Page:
The Society was formed in 1994 with the purpose of restoring the triple expansion steam pumping engines that remained on the Brede site. Two Tangye engines with their ram pumps and well pumps were installed as part of the original Waterworks concept in 1904. They were joined in 1940 by a third pump manufactured by Worthington Simpson as part of the Darwell Reservoir Project and all three units operated until the end of steam in 1964. Sadly one of the original Tangye pumps was broken up in 1969 but it is very fortunate that the two other examples remain largely intact.

Over the years other examples of water pumping engines have been saved and brought to Brede for restoration and display. Acting as a non-profit-making company and a registered charity, the Society’s declared aims are to restore and operate heritage water pumping artefacts from the water industry and to educate the public in the technologies associated with the water pumps and the role they play in bringing safe drinking water to the home.

Giants of Brede, Tangye House

We operate the pumps throughout each open-day. Our Guides will be on hand to tell the story of how the water was drawn from the large wells penetrating the rock (Ashdown Sandstone aquifer) beneath the River Brede, how it was purified and then pumped into service reservoirs on The Ridge above Hastings for distribution by gravity via the pipe networks serving Hastings.

The American Connection

Brede’s uniqueness is its collection of water heritage artefacts going back to 1889. They tell their story of the development of safe drinking water for public consumption in the UK and especially in the Hastings area of 1066 Country. Some of the exhibits have a direct American link with the Worthington Pump Company of 1903 which amalgamated with the English Company of James Simpson in 1917. They then traded as Worthington Simpson who produced water pumps on a large scale through to the last example of a triple expansion steam engine in 1940. This unit was installed at Brede for the Hastings water supply and has always been at the Brede works.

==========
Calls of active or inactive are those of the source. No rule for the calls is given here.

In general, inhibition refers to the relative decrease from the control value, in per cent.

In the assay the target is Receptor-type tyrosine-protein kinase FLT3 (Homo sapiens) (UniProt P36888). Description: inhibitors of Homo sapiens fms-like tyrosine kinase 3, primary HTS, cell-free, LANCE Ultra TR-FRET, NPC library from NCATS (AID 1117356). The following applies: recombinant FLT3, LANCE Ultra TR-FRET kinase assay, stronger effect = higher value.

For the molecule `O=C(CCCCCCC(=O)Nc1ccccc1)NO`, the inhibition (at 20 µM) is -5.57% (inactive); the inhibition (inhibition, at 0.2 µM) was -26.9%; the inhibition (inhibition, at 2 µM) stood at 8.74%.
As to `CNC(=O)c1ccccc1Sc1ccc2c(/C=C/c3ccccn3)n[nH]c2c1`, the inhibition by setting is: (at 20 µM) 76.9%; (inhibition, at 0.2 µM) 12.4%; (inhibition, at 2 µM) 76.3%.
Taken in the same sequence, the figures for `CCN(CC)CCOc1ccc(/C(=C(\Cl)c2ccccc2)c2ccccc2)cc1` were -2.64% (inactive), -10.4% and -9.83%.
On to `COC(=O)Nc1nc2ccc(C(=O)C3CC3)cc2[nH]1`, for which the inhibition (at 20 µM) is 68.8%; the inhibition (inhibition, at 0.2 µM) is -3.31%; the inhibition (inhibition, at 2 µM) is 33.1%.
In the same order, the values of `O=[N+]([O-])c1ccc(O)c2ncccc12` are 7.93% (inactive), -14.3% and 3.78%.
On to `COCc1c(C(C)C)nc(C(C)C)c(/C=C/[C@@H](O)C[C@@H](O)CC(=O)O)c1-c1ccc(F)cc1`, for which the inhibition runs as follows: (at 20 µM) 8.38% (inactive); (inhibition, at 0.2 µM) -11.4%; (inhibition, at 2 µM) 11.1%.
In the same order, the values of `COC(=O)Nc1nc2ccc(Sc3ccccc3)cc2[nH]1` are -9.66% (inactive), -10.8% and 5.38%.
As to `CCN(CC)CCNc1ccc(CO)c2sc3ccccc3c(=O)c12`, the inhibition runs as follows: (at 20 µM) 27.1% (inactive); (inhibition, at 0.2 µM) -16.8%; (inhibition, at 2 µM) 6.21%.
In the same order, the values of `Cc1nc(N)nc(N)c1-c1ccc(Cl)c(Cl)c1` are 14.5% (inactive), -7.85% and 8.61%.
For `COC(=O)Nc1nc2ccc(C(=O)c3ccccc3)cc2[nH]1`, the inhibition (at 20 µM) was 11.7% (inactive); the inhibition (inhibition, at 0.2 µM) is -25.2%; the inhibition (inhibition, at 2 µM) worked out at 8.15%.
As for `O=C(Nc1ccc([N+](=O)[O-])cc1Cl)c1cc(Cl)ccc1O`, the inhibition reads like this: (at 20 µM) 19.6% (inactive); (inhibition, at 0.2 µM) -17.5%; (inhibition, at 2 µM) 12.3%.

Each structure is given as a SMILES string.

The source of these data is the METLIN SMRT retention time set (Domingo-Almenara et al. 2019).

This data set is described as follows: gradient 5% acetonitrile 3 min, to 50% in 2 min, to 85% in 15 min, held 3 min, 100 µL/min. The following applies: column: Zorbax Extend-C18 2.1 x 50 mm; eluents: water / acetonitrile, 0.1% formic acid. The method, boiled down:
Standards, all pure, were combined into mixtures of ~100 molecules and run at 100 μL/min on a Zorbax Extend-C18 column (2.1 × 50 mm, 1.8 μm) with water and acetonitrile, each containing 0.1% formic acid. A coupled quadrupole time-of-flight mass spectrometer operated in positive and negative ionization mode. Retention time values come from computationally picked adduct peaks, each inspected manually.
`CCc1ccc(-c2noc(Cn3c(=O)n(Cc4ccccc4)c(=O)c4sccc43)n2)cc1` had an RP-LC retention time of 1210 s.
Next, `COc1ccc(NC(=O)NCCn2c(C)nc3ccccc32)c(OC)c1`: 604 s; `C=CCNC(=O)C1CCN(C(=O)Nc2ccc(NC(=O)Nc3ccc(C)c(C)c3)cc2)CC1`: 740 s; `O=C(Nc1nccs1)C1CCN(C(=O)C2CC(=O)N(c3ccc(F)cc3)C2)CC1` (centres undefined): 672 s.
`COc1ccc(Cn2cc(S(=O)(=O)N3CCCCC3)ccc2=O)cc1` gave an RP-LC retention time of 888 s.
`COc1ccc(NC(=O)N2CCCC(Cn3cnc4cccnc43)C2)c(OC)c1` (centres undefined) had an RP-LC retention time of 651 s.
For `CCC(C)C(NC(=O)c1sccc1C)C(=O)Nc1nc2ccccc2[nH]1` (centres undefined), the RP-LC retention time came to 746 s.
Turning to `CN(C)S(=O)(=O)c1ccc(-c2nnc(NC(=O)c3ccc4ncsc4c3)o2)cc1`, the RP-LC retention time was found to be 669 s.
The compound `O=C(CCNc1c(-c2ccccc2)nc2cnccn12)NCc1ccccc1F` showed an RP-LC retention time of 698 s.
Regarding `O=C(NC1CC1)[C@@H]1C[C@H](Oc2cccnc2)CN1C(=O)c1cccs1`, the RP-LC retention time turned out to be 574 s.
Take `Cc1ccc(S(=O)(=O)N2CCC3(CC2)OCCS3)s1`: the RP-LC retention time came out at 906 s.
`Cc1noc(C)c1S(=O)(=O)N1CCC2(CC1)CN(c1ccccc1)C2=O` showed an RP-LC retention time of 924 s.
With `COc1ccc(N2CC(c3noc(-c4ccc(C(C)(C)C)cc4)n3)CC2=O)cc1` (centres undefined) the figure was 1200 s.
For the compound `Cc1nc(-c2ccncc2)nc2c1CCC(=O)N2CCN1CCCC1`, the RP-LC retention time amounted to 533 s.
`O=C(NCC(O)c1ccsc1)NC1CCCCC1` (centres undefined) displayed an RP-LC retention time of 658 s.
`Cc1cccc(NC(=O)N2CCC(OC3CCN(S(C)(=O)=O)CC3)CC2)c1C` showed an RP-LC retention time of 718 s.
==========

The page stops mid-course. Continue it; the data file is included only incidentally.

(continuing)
It has now been restored back to an operational mode by the Brede Steam Engine Society.

Additionally, the Society has saved and restored other examples of Worthington Simpson engines. A further American link is through the use of Ingersoll Rand air compressors, one of which is a vintage steam driven unit manufactured by Ingersoll Sergeant prior to 1905. Having won a recent competition, the Society believes this unit is the oldest working compressor of its type in Europe, Asia and India.